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Nearly half a million babies (1 in 10) are born premature in the US each year which is higher than that of most other developed nations. This is the journeys of our first born son, Finnegan, who was born 14 weeks early and weighed only 1 pound 15 ounces at birth. Of our daugher, Korrigan, who was born a healthy 7 pounds, 7 ounces at 37 weeks. And of our second son, MacKeegan, who was also born at 37 weeks at a whopping 8 pounds, 13 ounces. Our continued adventures reminds us daily how good God is.

Friday, December 3

29 weeks

How your baby's growing: Your baby is a tad over 15 inches long from head to heeland now weighs about 2 1/2 pounds (like a butternut squash).
[Now a butternut squash is something I can relate to!] Her muscles and lungs are continuing to mature, and her head is growing bigger to make room for her developing brain. To meet her increasing nutritional demands, you'll need plenty of protein, vitamins C, folic acid, and iron. And because her bones are soaking up lots of calcium, be sure to drink your milk (or find another good source of calcium, such as cheese, yogurt, or enriched orange juice). This trimester, about 250 milligrams of calcium are deposited in your baby's hardening skeleton each day.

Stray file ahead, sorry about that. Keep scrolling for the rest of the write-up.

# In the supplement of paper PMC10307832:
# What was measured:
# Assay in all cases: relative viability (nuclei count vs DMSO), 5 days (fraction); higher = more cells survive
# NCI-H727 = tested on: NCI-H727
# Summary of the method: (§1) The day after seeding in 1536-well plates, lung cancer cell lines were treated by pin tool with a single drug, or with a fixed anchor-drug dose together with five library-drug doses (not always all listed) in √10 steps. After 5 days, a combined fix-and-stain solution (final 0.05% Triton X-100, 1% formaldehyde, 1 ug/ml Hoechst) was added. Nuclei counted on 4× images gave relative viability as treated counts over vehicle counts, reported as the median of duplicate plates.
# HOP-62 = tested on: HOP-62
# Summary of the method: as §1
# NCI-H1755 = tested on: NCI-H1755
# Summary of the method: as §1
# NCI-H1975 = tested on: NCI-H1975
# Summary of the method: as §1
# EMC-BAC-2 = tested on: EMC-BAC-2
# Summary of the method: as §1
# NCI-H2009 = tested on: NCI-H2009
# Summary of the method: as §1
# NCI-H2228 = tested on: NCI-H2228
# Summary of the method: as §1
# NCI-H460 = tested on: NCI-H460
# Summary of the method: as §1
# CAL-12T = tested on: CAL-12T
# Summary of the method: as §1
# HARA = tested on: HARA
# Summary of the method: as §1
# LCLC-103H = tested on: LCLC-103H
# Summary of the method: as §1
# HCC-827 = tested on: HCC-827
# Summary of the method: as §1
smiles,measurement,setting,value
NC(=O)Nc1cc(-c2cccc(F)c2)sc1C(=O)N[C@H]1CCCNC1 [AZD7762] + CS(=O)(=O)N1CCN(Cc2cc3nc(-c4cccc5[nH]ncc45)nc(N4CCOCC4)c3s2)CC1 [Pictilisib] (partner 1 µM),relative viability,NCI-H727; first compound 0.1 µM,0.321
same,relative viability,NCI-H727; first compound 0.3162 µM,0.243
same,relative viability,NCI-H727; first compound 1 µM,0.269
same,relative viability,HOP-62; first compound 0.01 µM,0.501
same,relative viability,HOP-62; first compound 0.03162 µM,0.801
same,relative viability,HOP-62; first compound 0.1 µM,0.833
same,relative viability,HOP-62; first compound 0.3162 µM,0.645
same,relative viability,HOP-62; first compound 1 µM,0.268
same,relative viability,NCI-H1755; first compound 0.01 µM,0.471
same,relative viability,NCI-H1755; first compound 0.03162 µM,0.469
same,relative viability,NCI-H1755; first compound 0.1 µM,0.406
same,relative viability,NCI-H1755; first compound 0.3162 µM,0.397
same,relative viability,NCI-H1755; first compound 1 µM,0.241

How your life's changing: Your baby's very active now. [Yes she is. Sometimes she makes me jump!] Your healthcare provider may ask you to spend some time each day counting kicks and will give you specific instructions on how to do this. Let your provider know if you ever notice that your baby is becoming less active. You may need a nonstress test or biophysical profile to check on your baby's condition.

Some old friends — heartburn and constipation — may take center stage now. The pregnancy hormone progesterone relaxes smooth muscle tissue throughout your body, including your gastrointestinal tract. This relaxation, coupled with the crowding in your abdomen, slows digestion. Sluggish digestion can cause gas and heartburn — especially after a big meal — and contribute to constipation. [Oh, these, especially heartburn, are pretty constant friends already!] To prevent constipation, eat a high-fiber diet, drink plenty of water, and get some regular exercise. [also, Miralax is my friend!]

Your growing uterus may also be contributing to hemorrhoids. These swollen blood vessels in your rectal area are common during pregnancy. Fortunately, they usually clear up in the weeks after giving birth. [thankfully, none yet. Fingers are crossed.] Avoid sitting or standing for long stretches. Talk with your provider before using any over-the-counter remedies during pregnancy, and let your provider know if you have any rectal bleeding.

Some women get something called "supine hypotensive syndrome" during pregnancy. This happens when lying flat on your back causes a change in heart rate and blood pressure that makes you feel dizzy until you change position. [this is a constant worry of Jim's, but luckily so far, it isn't too bad, especially since laying on my back seems to be more comfortable depending on whatever aches at the moment!] You might notice that you feel lightheaded if you stand up too quickly, too. To avoid "the spins," lie on your side rather than your back, and move slowly as you go from lying down to sitting and then standing.

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